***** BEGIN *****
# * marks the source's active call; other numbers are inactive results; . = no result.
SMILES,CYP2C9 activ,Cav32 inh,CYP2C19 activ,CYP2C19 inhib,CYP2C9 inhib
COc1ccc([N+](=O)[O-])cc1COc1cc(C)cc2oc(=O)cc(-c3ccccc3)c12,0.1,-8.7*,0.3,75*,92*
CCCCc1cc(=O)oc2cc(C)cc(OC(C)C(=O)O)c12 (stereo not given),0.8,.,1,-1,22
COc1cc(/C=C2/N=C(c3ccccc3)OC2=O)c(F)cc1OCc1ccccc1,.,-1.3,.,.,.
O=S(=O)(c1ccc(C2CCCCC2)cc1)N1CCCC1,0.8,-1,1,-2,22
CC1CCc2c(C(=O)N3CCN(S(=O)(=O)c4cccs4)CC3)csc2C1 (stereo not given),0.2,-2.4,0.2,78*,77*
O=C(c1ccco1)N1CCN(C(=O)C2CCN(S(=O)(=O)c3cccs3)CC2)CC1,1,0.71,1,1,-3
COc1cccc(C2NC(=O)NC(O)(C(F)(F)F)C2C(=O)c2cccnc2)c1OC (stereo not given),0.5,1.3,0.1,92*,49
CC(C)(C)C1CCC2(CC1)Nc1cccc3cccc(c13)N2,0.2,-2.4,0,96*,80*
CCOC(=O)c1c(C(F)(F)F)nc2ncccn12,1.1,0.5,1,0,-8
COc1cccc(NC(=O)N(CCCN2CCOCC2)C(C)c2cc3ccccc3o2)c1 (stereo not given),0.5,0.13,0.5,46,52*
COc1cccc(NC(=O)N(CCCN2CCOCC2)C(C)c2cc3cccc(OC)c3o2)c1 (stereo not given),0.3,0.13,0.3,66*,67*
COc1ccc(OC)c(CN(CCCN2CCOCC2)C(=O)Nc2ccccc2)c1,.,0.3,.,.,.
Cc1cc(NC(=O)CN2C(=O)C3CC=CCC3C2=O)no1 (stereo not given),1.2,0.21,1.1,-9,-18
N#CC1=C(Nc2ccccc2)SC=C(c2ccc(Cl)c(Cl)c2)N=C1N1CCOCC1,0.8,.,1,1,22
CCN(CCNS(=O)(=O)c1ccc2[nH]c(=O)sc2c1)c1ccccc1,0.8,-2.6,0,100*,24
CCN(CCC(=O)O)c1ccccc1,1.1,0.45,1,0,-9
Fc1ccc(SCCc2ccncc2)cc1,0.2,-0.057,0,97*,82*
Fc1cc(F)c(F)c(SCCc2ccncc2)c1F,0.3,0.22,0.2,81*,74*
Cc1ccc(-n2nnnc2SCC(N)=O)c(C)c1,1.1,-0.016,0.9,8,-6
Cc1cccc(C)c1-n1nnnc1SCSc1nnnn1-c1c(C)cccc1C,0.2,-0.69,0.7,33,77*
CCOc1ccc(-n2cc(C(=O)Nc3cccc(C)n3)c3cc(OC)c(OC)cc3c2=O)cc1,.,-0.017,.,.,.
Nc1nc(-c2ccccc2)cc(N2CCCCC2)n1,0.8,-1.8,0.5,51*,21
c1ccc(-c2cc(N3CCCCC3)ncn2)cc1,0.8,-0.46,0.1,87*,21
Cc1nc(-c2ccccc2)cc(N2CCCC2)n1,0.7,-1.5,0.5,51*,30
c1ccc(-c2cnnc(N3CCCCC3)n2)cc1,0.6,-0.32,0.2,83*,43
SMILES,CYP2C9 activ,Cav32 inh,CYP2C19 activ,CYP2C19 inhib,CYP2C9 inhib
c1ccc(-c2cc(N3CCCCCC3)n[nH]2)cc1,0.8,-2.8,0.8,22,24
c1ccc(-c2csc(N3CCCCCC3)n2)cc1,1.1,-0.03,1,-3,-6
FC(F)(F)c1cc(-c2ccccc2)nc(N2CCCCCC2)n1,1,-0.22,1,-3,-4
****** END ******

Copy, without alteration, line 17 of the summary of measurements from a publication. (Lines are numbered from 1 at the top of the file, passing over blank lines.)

CCN(CCNS(=O)(=O)c1ccc2[nH]c(=O)sc2c1)c1ccccc1,0.8,-2.6,0,100*,24